I’ve been thinking a lot in the last few years about the “small things” that we can be doing in our teaching that make a big impact for students and their learning. If we can focus on one or two things each year and refine over time, I think this could be as powerful as overhauling a course all at once. The following three suggestions are drawn from a workshop I’ve developed called “Small Changes with Big Impact. I’ve selected these three small changes as timely for implementation at the start of a new semester.
Small Change #1: Signpost Lecture Organization
Our classes often require students to figure out what aspects of the class “go together” to form the big ideas – how do Moodle resources and homework activities, for example, link up with other components of the course, or how do the beginning, middle, and ending segments of a class session support a central idea or question. Just within a lecture or class session, students can spend quite a bit of their cognitive effort trying to do make these connections, and often they give up on finding the connections, and just try to write down as much as possible (or nothing at all).
As experts, we don’t just know more than our novice students, but we actually have a different way of organizing that information, which allows us to efficiently see patterns. For example, expert chess players can remember the positions of more chess pieces on a board than novices (Chase and Simon, 1973), and electronics technicians can reproduce large portions of complex circuit boards. They do this by grouping together pieces that functionally go together to create a set of moves or a larger piece of the electronic equipment.
Also, students, as novice learners, will tend to focus on surface features when figuring out what goes together. Novice physics students, for example, will group together problems based on which ones have springs or incline planes, whereas experts sort them based on the problem solving approaches (e.g. conservation of energy) that can be used to solve them regardless of if they involve springs or inclines.
In order to help our students as novice learners, we can make the organization lectures and overall class sessions transparent by overtly sharing the organizational scheme for a lecture and/or class session. For example, write an agenda on the side of the board and/or broadcast it as a message within an online session, then return to this outline throughout lecture, stopping to summarize a discussion or just to verbally indicate when you move from one topic to another. When instructors provided verbal cues (signposts) to the organizational structure of their lectures and class sessions (e.g. the first strategy is, the second strategy is, and so on) generally students will recall twice as many details in a given class period and also take better notes.
Other suggestions for making organizational structures transparent are included in the Small Change handout accompanying this post.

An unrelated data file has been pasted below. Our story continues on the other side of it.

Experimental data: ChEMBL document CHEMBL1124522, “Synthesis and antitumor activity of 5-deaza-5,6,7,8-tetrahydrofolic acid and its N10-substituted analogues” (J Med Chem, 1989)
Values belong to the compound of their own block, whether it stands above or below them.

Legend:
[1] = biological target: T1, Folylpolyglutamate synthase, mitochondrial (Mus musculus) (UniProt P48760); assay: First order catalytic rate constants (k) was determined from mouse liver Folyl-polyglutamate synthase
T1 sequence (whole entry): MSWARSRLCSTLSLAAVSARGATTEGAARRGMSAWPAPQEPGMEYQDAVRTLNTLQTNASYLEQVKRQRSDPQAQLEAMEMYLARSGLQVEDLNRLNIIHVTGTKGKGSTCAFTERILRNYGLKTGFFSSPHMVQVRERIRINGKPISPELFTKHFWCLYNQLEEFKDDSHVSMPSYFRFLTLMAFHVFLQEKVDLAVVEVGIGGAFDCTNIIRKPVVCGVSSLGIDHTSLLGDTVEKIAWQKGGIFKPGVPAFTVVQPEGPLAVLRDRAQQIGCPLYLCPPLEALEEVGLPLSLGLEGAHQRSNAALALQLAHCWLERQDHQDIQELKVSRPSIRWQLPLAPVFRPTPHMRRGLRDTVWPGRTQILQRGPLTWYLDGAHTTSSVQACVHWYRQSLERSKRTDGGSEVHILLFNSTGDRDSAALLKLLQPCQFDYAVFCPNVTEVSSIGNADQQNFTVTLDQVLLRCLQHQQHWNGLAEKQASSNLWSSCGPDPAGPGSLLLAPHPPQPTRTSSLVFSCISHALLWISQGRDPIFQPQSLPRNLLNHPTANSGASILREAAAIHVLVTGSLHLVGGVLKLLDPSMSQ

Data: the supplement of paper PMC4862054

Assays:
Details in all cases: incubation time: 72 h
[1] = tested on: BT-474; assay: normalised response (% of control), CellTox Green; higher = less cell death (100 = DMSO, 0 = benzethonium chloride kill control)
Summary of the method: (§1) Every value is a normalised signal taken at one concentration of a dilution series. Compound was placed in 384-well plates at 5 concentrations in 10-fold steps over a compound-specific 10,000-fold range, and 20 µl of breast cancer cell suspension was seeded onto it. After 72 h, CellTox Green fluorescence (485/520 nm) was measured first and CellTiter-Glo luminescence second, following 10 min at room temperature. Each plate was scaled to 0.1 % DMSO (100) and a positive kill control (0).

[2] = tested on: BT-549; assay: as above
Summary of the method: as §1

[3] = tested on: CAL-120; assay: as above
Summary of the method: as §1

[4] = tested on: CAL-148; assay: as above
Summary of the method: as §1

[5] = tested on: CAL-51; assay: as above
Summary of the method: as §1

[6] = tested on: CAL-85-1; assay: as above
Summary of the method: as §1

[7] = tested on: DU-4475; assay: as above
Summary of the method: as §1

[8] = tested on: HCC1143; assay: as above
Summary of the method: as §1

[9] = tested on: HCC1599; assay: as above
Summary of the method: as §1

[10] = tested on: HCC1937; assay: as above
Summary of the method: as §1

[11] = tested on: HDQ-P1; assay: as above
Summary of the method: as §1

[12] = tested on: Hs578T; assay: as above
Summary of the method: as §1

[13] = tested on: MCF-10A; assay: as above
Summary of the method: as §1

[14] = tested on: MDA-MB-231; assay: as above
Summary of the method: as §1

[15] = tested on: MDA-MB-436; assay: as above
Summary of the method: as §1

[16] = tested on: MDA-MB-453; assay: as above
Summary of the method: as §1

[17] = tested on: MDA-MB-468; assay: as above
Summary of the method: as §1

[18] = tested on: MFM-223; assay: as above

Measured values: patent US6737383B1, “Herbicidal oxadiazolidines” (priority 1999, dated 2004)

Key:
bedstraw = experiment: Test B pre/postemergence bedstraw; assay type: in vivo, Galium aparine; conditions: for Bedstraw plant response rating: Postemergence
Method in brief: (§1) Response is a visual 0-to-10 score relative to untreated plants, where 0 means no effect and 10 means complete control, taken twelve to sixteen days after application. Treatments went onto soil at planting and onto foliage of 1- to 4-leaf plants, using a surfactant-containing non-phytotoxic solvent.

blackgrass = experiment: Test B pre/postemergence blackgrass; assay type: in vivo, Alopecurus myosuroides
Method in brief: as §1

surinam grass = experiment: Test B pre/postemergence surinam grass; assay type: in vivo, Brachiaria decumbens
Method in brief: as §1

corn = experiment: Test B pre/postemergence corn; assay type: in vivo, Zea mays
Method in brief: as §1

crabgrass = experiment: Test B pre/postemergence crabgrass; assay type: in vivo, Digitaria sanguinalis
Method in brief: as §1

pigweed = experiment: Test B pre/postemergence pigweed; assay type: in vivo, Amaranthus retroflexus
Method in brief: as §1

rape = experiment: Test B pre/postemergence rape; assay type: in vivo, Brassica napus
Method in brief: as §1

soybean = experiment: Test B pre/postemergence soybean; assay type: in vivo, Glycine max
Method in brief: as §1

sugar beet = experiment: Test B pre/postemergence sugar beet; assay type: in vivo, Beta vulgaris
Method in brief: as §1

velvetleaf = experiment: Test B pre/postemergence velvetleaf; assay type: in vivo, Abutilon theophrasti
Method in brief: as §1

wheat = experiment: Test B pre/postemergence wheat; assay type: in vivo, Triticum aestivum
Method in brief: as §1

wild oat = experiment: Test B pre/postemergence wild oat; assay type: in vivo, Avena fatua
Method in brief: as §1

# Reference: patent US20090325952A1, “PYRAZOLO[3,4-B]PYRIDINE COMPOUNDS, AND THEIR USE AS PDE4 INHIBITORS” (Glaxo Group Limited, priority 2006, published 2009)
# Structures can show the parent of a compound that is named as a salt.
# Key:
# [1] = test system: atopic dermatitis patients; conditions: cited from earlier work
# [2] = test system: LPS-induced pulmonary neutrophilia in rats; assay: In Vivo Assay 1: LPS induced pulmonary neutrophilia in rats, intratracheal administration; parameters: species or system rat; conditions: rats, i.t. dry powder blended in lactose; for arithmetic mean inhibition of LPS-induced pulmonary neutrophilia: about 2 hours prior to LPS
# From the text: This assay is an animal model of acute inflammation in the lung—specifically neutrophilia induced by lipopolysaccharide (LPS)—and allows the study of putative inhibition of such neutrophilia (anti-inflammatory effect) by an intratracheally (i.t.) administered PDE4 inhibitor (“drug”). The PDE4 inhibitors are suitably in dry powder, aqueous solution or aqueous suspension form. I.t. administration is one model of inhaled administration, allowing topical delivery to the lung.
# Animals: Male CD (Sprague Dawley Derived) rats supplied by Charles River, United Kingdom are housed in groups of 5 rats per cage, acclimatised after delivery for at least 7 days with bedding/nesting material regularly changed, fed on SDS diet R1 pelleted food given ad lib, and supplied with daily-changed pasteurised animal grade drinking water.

Small Change #2: “Chunk” the Lecture
As we all know, it is hard to pay attention for long time spans, and most research on attention suggests that we do our best paying attention during an event such as a lecture that is organized as a series of segments, or chunks that are shorter than 1015 minutes each. (Think about the length of a great TedTalk, and that most of us can view two or three of these at once because we take them in one chunk at a time.)
One strategy to address this is to break class sessions (whether more oriented to interactive lecture or active discussion or a mix of both) into 3 chunks that are interlinked by select, short activities.
These activities don’t need to be complicated. Students whose instructors “paused” their lecture twice for 90 seconds during each class period, remembered more than 30% more facts at the end of class and scored 8% better on an exam 2 weeks later. The only instruction was “look at your notes and turn to a neighbor for clarification.”
There are lots of ways to make these breaks richer and you’ll find some suggestions in the Small Change handout accompanying this post.
Small Change #3: Early Term Feedback
We often wait until students turn in homework, assignments or take exams to find out whether they’re understanding the material, and we tend to wait until course evaluation time to find out what students have to say about their learning in our courses. A small thing you can do to help your students and your teaching is to get early term feedback about their learning and your teaching (as it supports or could better support their learning).
One simple way to gather feedback about student learning is to do a quick reflection activity at the end of a class session, with students turning in their responses on a notecard or piece of paper (or via a Google Form as an example for collecting responses online). Here are 3 examples of questions:
- Muddiest Point: What topics/concepts are still confusing after today’s class?
- One sentence recap: What was the most important point from lecture?
- Confusion survey: The following is a list of the concepts discussed this week. Cross out concepts you feel you’ve learned and circle concepts you feel you have not learned.
In order to follow up, you can return to a clarify a muddy idea in the next class, send out an email reporting on apt recaps, record a short, informal video re-casting some of the confusions and post this to the course website, and/or or have your TAs revisit selected topics in recitation, discussion, or other study sessions.
Gathering early-in-the-term feedback on your teaching can have a positive impact for you and your students. Instructors who collected student feedback, debriefed it with their students and made pedagogical changes with a consultant saw their course evaluations go up by 9% at the end of the semester.
You’ll find more suggestions about early-in-the-term feedback in the Small Change handout accompanying this post.